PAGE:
Buying a veterinary practice as a sole trader, partnership or company
Depending on how you’re going to structure your business going forward, the buying process can be very different. Sole traders, for example, become personally liable for any liabilities and commitments within a business. The three options as a buyer are:
- Sole traders: a sole trader assumes the sole rights and responsibilities of the business, becoming personally liable. Sole traders seeking finance will be assessed on their personal backgrounds and may have to provide securities from personal assets. Sole traders cannot pursue equity sales.
- Partnerships: similar to sole traders in terms of responsibilities and liabilities, partnerships are collectively responsible for the management of the business and personally liable.
- Companies: limited companies are viewed as separate legal entities from their owners, meaning you won’t be personally liable for liabilities and commitments. The company itself owns the business and is legally responsible for it. Only companies can pursue equity sales.
Existing veterinary practices can also explore an option known as a ‘hive-up’ which is the same as a share sale, except at the completion of the share transfer there is also a business asset transfer. This means you’ll be able to acquire and absorb the company without having to operate two separate entities.
Asset sales vs equity sales
Buyers can negotiate with sellers to pursue two different types of sale. Sole traders and partnerships can only pursue asset sales, whereas companies can choose an equity sale instead.
An asset sale sees the business’ assets, goodwill, premises, stock, employment contracts and any other material assets transferred to the new owner. A change of operator is then registered and the sale is completed.
An equity sale, also known as a share sale, instead sees the owner of the vet company change but the assets and business itself remain owned by the same company. This means there’s no change of operator.
There are various tax advantages and disadvantages associated with both transaction types, so you’ll need to consult an accountant or tax professional before the purchase. Rangewell can help you here, we’re happy to refer our recommended expert partners who will support you in making the right choice.
Freehold vs leasehold
When buying a veterinary practice, understanding whether you’ll be buying the business and the property it is operated from as a freehold or taking on the rental agreement as a leasehold, is absolutely essential.
A freehold property is a much more appealing purchase, but will carry a far higher asking price. Subject to a solicitor ensuring there’s no outstanding mortgage payments or other liabilities on the property, you’ll be able to acquire the business itself, its assets AND the premises. This also increases lender interest, presenting a less risky proposition thanks to the security provided by the property itself.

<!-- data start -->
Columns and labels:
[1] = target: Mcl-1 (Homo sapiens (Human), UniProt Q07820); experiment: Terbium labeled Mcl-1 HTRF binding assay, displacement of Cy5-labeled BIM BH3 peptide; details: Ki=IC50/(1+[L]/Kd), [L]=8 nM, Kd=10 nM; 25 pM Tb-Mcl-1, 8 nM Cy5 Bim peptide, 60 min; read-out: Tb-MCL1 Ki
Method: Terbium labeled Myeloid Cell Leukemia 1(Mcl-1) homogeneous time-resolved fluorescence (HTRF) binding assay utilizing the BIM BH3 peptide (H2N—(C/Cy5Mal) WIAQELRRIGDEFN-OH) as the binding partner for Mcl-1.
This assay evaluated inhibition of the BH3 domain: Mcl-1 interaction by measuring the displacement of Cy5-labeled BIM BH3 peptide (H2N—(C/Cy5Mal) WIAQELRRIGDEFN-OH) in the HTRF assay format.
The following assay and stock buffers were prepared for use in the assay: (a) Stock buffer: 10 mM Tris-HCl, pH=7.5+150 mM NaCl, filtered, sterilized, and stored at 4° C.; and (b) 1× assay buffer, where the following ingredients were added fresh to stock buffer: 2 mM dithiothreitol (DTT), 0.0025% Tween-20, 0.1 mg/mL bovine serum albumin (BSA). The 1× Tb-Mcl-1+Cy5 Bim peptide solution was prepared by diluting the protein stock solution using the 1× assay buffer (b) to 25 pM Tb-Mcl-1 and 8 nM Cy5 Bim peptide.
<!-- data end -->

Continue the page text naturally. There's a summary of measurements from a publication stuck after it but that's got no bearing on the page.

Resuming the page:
A leasehold, on the other hand, can be a riskier investment. The main factor is how long is left on the lease – as a business operating from a premises with a short lease has far less stability. The landlord may not agree to extend the lease to the new owner, or may have plans to sell off their property entirely. If the vet you intend to buy operates from a leasehold, doing the right research into the conditions of the lease and whether you can extend it will be vital to securing a good lender offer.
If the property has a short lease, Rangewell can help you overcome the issues and finance it successfully, but you’ll need to get in touch with our team early to get preparations underway.
The financial considerations for veterinary practice buyers
Buying an established practice may seem expensive, but it’s often more cost-efficient than starting from scratch. When you look at the cost of acquiring premises, equipment and marketing - and keeping your business afloat until it becomes profitable, you may find that you are spending more than it would cost to buy a small practice.
Starting with a practice that is already viable is a short cut to profitability as it will already have an existing client portfolio, an experienced team and equipment to perform veterinary operations, so you’ll be able to immediately generate income as soon as you step into ownership.
It’s also far easier to raise the finance required to buy a practice that is already trading than to fund the development of a new business. Lenders will be able to look into the business you want to purchase to see its financial records and forecasts, giving them an idea of both your ability to repay the loan and the risk of the investment.
How much do you need to buy a practice?
The cost of buying any business is a matter of negotiation. Looking at the turnover is a good place to start - the cost of buying a business will usually reflect the turnover it currently enjoys and the profits it generates.
There’s more to asking prices than revenue, however. The seller will incorporate other factors into their desired price, which include:
- The experience of the current owner - this is the main strength of the business and is likely the cause for its reputation